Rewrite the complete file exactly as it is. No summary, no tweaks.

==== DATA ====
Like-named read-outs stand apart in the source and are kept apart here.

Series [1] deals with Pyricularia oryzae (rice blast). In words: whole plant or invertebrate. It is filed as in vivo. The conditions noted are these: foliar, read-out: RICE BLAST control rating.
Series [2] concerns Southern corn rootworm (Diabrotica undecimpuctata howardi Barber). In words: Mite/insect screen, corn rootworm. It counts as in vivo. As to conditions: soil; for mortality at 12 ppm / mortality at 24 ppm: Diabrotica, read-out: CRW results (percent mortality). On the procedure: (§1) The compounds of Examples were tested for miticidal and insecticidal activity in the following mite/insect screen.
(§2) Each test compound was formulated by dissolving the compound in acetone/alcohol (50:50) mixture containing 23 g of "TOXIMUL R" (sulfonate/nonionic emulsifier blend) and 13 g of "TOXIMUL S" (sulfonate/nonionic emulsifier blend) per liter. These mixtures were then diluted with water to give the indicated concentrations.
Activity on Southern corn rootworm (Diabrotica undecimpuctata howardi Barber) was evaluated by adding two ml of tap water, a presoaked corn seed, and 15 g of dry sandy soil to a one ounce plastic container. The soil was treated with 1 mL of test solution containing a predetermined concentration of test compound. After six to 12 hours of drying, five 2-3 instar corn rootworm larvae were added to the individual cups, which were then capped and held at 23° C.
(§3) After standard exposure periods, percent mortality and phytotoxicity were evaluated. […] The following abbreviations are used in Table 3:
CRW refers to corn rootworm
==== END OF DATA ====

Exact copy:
Like-named read-outs stand apart in the source and are kept apart here.

Series [1] deals with Pyricularia oryzae (rice blast). In words: whole plant or invertebrate. It is filed as in vivo. The conditions noted are these: foliar, read-out: RICE BLAST control rating.
Series [2] concerns Southern corn rootworm (Diabrotica undecimpuctata howardi Barber). In words: Mite/insect screen, corn rootworm. It counts as in vivo. As to conditions: soil; for mortality at 12 ppm / mortality at 24 ppm: Diabrotica, read-out: CRW results (percent mortality). On the procedure: (§1) The compounds of Examples were tested for miticidal and insecticidal activity in the following mite/insect screen.
(§2) Each test compound was formulated by dissolving the compound in acetone/alcohol (50:50) mixture containing 23 g of "TOXIMUL R" (sulfonate/nonionic emulsifier blend) and 13 g of "TOXIMUL S" (sulfonate/nonionic emulsifier blend) per liter. These mixtures were then diluted with water to give the indicated concentrations.
Activity on Southern corn rootworm (Diabrotica undecimpuctata howardi Barber) was evaluated by adding two ml of tap water, a presoaked corn seed, and 15 g of dry sandy soil to a one ounce plastic container. The soil was treated with 1 mL of test solution containing a predetermined concentration of test compound. After six to 12 hours of drying, five 2-3 instar corn rootworm larvae were added to the individual cups, which were then capped and held at 23° C.
(§3) After standard exposure periods, percent mortality and phytotoxicity were evaluated. […] The following abbreviations are used in Table 3:
CRW refers to corn rootworm